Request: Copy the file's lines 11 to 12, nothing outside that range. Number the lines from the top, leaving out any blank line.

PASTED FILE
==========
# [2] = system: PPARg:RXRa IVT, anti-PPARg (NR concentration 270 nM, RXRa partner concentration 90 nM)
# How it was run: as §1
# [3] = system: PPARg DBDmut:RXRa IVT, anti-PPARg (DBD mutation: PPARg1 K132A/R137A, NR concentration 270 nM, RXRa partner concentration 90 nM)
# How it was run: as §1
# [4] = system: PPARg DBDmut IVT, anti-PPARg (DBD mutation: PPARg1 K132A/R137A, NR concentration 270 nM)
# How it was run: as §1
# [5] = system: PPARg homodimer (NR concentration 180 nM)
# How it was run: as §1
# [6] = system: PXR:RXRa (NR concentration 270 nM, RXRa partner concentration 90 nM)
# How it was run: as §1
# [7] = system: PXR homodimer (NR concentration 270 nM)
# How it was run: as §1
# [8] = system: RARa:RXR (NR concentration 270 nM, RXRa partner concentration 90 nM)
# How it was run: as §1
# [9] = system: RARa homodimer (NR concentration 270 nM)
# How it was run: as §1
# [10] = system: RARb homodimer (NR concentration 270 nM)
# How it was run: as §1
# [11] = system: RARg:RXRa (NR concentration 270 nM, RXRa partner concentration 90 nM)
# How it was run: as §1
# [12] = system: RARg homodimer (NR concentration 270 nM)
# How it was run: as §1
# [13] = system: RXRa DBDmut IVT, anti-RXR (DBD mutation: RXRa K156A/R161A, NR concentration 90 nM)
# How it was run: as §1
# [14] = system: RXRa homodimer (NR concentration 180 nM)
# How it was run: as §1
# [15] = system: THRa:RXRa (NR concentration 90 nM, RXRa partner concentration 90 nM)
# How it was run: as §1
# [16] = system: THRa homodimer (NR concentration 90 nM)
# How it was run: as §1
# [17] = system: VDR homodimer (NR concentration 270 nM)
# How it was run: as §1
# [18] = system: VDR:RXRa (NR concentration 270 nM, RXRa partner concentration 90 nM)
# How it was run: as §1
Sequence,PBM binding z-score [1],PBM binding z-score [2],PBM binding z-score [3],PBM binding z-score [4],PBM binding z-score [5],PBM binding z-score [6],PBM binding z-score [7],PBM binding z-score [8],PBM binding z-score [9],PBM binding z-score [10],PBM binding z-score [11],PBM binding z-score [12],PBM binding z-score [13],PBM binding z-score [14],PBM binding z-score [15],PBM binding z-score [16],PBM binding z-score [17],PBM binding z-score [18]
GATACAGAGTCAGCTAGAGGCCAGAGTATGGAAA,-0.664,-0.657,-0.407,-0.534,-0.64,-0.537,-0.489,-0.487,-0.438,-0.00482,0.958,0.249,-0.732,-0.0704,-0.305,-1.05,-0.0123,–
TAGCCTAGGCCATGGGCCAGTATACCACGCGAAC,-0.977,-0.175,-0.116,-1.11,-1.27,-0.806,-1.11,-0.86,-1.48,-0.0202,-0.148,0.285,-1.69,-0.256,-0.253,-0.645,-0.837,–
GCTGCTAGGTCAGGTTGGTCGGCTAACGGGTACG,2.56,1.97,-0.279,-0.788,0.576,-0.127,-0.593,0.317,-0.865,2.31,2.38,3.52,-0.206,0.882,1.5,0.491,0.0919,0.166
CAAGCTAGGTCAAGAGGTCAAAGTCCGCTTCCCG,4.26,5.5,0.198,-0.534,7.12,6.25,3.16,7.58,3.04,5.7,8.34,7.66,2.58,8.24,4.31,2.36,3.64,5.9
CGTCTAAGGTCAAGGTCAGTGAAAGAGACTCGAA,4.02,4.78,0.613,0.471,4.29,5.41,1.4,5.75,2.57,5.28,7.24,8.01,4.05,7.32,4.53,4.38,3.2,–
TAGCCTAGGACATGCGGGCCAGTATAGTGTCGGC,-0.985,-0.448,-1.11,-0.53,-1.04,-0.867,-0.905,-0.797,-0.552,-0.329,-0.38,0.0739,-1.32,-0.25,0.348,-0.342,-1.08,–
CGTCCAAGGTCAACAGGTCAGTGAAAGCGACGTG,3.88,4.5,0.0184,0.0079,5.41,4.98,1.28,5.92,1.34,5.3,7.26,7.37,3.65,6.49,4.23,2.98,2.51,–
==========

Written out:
# [7] = system: PXR homodimer (NR concentration 270 nM)
# How it was run: as §1